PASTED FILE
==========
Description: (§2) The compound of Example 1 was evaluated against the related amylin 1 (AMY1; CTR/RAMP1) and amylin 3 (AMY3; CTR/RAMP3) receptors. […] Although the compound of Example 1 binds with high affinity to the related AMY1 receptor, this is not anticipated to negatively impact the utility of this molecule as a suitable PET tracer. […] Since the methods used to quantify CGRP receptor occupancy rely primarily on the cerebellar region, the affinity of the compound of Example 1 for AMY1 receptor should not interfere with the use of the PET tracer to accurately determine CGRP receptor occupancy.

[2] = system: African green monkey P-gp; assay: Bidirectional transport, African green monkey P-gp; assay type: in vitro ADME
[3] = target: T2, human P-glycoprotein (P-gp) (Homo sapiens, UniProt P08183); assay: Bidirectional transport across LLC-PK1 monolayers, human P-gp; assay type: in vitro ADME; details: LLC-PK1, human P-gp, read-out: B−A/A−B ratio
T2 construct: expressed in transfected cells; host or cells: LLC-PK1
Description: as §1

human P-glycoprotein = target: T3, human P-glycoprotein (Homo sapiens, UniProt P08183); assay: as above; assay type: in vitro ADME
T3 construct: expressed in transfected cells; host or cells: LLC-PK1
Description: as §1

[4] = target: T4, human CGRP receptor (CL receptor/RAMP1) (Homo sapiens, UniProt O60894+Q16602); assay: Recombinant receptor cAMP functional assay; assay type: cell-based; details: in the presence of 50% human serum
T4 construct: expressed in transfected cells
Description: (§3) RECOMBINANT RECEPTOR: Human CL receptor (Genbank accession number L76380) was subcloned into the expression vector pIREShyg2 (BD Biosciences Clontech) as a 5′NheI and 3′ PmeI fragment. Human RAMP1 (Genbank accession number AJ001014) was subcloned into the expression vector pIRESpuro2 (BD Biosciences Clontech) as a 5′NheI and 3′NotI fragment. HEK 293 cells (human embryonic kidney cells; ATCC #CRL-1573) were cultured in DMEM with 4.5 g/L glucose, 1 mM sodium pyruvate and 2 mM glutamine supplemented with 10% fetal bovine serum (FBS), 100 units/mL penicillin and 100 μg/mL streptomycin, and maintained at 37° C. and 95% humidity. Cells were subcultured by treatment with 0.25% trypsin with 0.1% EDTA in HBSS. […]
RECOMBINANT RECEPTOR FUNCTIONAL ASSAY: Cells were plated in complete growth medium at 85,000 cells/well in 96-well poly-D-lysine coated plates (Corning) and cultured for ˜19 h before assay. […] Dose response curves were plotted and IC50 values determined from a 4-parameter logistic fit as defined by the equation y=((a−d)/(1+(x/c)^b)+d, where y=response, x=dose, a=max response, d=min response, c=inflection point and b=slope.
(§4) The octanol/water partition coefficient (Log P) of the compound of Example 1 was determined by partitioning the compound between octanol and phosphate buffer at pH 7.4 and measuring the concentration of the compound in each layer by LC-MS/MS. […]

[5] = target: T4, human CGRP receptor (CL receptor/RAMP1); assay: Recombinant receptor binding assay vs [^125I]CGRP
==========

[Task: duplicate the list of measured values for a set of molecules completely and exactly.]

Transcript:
Description: (§2) The compound of Example 1 was evaluated against the related amylin 1 (AMY1; CTR/RAMP1) and amylin 3 (AMY3; CTR/RAMP3) receptors. […] Although the compound of Example 1 binds with high affinity to the related AMY1 receptor, this is not anticipated to negatively impact the utility of this molecule as a suitable PET tracer. […] Since the methods used to quantify CGRP receptor occupancy rely primarily on the cerebellar region, the affinity of the compound of Example 1 for AMY1 receptor should not interfere with the use of the PET tracer to accurately determine CGRP receptor occupancy.

[2] = system: African green monkey P-gp; assay: Bidirectional transport, African green monkey P-gp; assay type: in vitro ADME
[3] = target: T2, human P-glycoprotein (P-gp) (Homo sapiens, UniProt P08183); assay: Bidirectional transport across LLC-PK1 monolayers, human P-gp; assay type: in vitro ADME; details: LLC-PK1, human P-gp, read-out: B−A/A−B ratio
T2 construct: expressed in transfected cells; host or cells: LLC-PK1
Description: as §1

human P-glycoprotein = target: T3, human P-glycoprotein (Homo sapiens, UniProt P08183); assay: as above; assay type: in vitro ADME
T3 construct: expressed in transfected cells; host or cells: LLC-PK1
Description: as §1

[4] = target: T4, human CGRP receptor (CL receptor/RAMP1) (Homo sapiens, UniProt O60894+Q16602); assay: Recombinant receptor cAMP functional assay; assay type: cell-based; details: in the presence of 50% human serum
T4 construct: expressed in transfected cells
Description: (§3) RECOMBINANT RECEPTOR: Human CL receptor (Genbank accession number L76380) was subcloned into the expression vector pIREShyg2 (BD Biosciences Clontech) as a 5′NheI and 3′ PmeI fragment. Human RAMP1 (Genbank accession number AJ001014) was subcloned into the expression vector pIRESpuro2 (BD Biosciences Clontech) as a 5′NheI and 3′NotI fragment. HEK 293 cells (human embryonic kidney cells; ATCC #CRL-1573) were cultured in DMEM with 4.5 g/L glucose, 1 mM sodium pyruvate and 2 mM glutamine supplemented with 10% fetal bovine serum (FBS), 100 units/mL penicillin and 100 μg/mL streptomycin, and maintained at 37° C. and 95% humidity. Cells were subcultured by treatment with 0.25% trypsin with 0.1% EDTA in HBSS. […]
RECOMBINANT RECEPTOR FUNCTIONAL ASSAY: Cells were plated in complete growth medium at 85,000 cells/well in 96-well poly-D-lysine coated plates (Corning) and cultured for ˜19 h before assay. […] Dose response curves were plotted and IC50 values determined from a 4-parameter logistic fit as defined by the equation y=((a−d)/(1+(x/c)^b)+d, where y=response, x=dose, a=max response, d=min response, c=inflection point and b=slope.
(§4) The octanol/water partition coefficient (Log P) of the compound of Example 1 was determined by partitioning the compound between octanol and phosphate buffer at pH 7.4 and measuring the concentration of the compound in each layer by LC-MS/MS. […]

[5] = target: T4, human CGRP receptor (CL receptor/RAMP1); assay: Recombinant receptor binding assay vs [^125I]CGRP